System Changes Pipe Dimensions On-the-fly

Equipment producer Krauss-Maffei, Munich, Germany (U.S. headquarters are in Florence, KY), and pipe processor Egeplast Werner Strumann, Greven, Germany, have jointly created a system that can alter pipe dimensions without stopping an extrusion line. Called QuickSwitch, the system is said to reduce lost production time from an average of 10 h to between 5 and 10 min, decrease waste, and lower personnel costs.

Andreas Türk, pipe product manager for Krauss-Maffei, says that when pipe is ordered in small lots, producers must deal with frequent and costly changes to extrusion equipment. "The line has to be stopped, and the pipehead and downstream equipment have to be dismantled, cleaned, replaced, and readjusted," Türk explains.

He says pipe customers are showing a trend toward buying smaller quantities and expecting just-in-time deliveries in order to eliminate warehousing costs. Processors have had to become more flexible and develop an ability to change pipe dimensions and resins quickly.

Krauss-Maffei was approached by Egeplast on a quick-change system. The machine maker developed the design with input from the processor, which also conducted the equipment trials.

QuickSwitch allows stepless pipe-size changes on-the-fly. Only pipe extruded during size transitions are scrapped, but since size adjustment is quick, waste is reduced.

To do this, the pipehead, calibrating system, suction bell, vacuum tank end-seal, guide rolls, and haul-off all had to be completely reengineered, Türk comments, without revealing details. On the new system, the die gap can be enlarged or reduced by changing the axial position of the cone-shaped mandrel relative to the pipehead.

Wall thickness and diameter of the extruded pipe are controlled by the calibrating basket, which consists of movable segments with inner surfaces that combine to form a smooth, circular inner wall. The inner radius of this cylindrical calibrating basket can be changed steplessly.

The system is available in three versions with single-screw extruders for polyolefin processing. As denoted by their model numbers, KMQS 32-63 covers pipe diameters from 32 to 63 mm; the KMQS 75-160 unit handles 75- to 160-mm diameters; and the largest system produces pipe from 160 to 250 mm. The two smaller units can have an optional 70-mm position.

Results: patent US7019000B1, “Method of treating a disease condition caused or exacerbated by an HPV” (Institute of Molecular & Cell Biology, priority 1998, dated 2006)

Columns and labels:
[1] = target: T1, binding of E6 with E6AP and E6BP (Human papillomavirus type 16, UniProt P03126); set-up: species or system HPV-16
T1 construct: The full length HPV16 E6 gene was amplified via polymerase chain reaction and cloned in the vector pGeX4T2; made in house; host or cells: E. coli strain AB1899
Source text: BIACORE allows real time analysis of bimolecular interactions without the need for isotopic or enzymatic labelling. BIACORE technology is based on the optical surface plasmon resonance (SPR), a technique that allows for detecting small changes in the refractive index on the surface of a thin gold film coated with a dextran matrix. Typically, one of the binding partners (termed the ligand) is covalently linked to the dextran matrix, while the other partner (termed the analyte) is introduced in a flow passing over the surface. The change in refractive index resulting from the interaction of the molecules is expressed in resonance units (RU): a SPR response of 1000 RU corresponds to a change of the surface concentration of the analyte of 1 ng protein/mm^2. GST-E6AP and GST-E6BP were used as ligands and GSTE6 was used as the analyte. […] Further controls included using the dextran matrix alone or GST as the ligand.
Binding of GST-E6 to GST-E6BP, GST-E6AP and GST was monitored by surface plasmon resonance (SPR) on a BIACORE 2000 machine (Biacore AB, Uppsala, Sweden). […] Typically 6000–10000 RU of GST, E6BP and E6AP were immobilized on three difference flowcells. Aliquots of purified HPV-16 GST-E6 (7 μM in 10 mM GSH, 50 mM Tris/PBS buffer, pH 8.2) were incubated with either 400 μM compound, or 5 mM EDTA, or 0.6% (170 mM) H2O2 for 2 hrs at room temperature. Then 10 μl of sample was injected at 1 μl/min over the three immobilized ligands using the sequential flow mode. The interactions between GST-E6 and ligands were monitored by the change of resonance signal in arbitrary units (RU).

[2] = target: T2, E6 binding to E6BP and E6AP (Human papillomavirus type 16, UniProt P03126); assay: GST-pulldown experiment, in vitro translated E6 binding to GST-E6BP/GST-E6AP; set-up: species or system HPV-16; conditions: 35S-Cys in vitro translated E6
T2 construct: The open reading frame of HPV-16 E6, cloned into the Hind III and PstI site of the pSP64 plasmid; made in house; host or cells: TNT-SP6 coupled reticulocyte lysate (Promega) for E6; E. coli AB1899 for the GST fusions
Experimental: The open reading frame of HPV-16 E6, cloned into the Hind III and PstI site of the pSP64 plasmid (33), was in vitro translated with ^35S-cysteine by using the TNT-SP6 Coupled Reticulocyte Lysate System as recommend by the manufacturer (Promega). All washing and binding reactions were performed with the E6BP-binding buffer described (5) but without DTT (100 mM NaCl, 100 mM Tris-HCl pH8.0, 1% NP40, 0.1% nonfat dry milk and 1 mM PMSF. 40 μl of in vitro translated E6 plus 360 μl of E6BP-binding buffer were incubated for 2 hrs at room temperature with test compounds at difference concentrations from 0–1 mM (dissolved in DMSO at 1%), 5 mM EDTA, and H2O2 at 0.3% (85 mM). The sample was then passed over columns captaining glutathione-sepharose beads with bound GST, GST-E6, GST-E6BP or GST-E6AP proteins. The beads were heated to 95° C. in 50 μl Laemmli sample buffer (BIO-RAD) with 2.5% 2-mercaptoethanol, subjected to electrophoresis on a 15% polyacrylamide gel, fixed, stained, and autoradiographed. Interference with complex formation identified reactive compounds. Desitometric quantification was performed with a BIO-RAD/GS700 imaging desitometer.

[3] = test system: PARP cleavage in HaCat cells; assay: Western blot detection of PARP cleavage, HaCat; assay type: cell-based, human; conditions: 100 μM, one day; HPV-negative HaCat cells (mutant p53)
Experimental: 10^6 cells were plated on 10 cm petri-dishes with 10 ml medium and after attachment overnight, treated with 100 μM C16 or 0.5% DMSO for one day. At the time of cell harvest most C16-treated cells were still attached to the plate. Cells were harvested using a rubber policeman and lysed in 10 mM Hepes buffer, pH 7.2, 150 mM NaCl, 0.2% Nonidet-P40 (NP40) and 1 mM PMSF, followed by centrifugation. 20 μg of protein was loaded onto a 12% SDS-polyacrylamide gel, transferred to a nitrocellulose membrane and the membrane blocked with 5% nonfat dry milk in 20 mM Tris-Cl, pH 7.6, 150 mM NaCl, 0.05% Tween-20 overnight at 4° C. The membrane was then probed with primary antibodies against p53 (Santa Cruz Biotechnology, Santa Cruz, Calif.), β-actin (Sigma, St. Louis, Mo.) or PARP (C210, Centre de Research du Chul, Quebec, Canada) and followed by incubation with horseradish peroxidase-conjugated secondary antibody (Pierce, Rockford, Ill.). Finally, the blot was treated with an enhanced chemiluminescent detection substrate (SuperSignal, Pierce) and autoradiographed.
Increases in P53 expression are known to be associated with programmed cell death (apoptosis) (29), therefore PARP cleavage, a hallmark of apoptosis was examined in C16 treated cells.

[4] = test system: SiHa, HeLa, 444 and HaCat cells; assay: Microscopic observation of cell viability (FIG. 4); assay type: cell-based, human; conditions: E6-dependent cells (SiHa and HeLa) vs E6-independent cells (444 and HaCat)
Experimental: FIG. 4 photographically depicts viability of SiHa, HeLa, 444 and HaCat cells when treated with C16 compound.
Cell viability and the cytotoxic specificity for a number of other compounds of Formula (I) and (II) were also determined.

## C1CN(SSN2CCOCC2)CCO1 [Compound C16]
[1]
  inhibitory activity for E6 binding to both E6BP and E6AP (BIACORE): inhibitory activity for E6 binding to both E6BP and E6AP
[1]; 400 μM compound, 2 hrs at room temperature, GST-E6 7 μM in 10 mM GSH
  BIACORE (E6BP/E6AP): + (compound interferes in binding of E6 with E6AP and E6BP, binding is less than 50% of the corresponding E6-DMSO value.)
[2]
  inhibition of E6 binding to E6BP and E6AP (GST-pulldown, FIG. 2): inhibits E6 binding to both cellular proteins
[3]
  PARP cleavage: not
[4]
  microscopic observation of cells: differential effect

The average output of a 50-mm-dia line can be from 400 to 600 kg/h, Türk says. "There are no output limitations through the QuickSwitch system. Limitations are as [those] in normal lines: too-short cooling lengths, extruder capacity is too small, haul-off speeds are too low, or some similar problem," he claims.

Although he did not specify costs, Türk says payback of investment, which can cover either a completely new line or modification of an existing Krauss-Maffei extrusion system to include the QuickSwitch elements, is said to be under two years. He points out that the system is targeted at Europe and North America, where high pipe production costs can be reduced by shorter downtime and higher productivity.

So far, Egeplast is the only processor that has the system, which is being used to make water pipe. Türk says Krauss-Maffei is in negotiations with other processors and expects two to begin trials by the end of summer.

Türk says that although the line is suited to all types of polyolefin pipe, Krauss-Maffei recommends stopping the line to clean it when changing from high-density polyethylene to polypropylene. Otherwise, excessive non-spec, mixed-material pipe will have to be shredded.

The supplier will feature the QuickSwitch pipe-change system at NPE 2003 in Chicago next month (June 23-27), at stand 2002.

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